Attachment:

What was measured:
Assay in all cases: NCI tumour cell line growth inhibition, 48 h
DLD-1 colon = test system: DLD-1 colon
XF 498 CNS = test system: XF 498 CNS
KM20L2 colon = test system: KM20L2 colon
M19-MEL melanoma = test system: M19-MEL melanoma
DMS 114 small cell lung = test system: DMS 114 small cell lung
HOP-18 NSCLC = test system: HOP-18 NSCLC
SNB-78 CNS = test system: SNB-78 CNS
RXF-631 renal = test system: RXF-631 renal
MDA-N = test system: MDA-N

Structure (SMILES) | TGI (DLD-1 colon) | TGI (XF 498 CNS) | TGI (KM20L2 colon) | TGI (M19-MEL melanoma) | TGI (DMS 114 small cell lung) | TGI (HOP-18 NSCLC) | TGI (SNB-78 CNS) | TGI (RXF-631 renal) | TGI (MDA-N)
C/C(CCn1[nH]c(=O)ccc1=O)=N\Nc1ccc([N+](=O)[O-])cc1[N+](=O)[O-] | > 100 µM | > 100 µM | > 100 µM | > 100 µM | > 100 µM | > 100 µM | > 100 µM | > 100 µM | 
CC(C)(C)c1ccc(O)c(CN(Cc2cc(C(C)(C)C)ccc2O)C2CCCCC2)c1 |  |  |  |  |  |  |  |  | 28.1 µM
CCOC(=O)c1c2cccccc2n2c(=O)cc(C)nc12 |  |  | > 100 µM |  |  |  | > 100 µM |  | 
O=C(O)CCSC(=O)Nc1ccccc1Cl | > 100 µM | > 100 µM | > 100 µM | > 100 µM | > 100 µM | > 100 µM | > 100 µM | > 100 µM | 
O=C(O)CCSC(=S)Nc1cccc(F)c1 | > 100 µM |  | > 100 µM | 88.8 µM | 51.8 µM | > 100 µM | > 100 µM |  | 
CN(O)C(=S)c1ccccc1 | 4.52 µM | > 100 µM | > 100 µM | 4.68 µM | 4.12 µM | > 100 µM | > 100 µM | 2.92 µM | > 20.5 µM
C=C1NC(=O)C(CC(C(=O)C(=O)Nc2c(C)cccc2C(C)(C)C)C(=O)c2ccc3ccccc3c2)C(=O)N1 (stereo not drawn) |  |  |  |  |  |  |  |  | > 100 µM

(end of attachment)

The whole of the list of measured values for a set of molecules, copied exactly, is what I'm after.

What was measured:
Assay in all cases: NCI tumour cell line growth inhibition, 48 h
DLD-1 colon = test system: DLD-1 colon
XF 498 CNS = test system: XF 498 CNS
KM20L2 colon = test system: KM20L2 colon
M19-MEL melanoma = test system: M19-MEL melanoma
DMS 114 small cell lung = test system: DMS 114 small cell lung
HOP-18 NSCLC = test system: HOP-18 NSCLC
SNB-78 CNS = test system: SNB-78 CNS
RXF-631 renal = test system: RXF-631 renal
MDA-N = test system: MDA-N

Structure (SMILES) | TGI (DLD-1 colon) | TGI (XF 498 CNS) | TGI (KM20L2 colon) | TGI (M19-MEL melanoma) | TGI (DMS 114 small cell lung) | TGI (HOP-18 NSCLC) | TGI (SNB-78 CNS) | TGI (RXF-631 renal) | TGI (MDA-N)
C/C(CCn1[nH]c(=O)ccc1=O)=N\Nc1ccc([N+](=O)[O-])cc1[N+](=O)[O-] | > 100 µM | > 100 µM | > 100 µM | > 100 µM | > 100 µM | > 100 µM | > 100 µM | > 100 µM | 
CC(C)(C)c1ccc(O)c(CN(Cc2cc(C(C)(C)C)ccc2O)C2CCCCC2)c1 |  |  |  |  |  |  |  |  | 28.1 µM
CCOC(=O)c1c2cccccc2n2c(=O)cc(C)nc12 |  |  | > 100 µM |  |  |  | > 100 µM |  | 
O=C(O)CCSC(=O)Nc1ccccc1Cl | > 100 µM | > 100 µM | > 100 µM | > 100 µM | > 100 µM | > 100 µM | > 100 µM | > 100 µM | 
O=C(O)CCSC(=S)Nc1cccc(F)c1 | > 100 µM |  | > 100 µM | 88.8 µM | 51.8 µM | > 100 µM | > 100 µM |  | 
CN(O)C(=S)c1ccccc1 | 4.52 µM | > 100 µM | > 100 µM | 4.68 µM | 4.12 µM | > 100 µM | > 100 µM | 2.92 µM | > 20.5 µM
C=C1NC(=O)C(CC(C(=O)C(=O)Nc2c(C)cccc2C(C)(C)C)C(=O)c2ccc3ccccc3c2)C(=O)N1 (stereo not drawn) |  |  |  |  |  |  |  |  | > 100 µM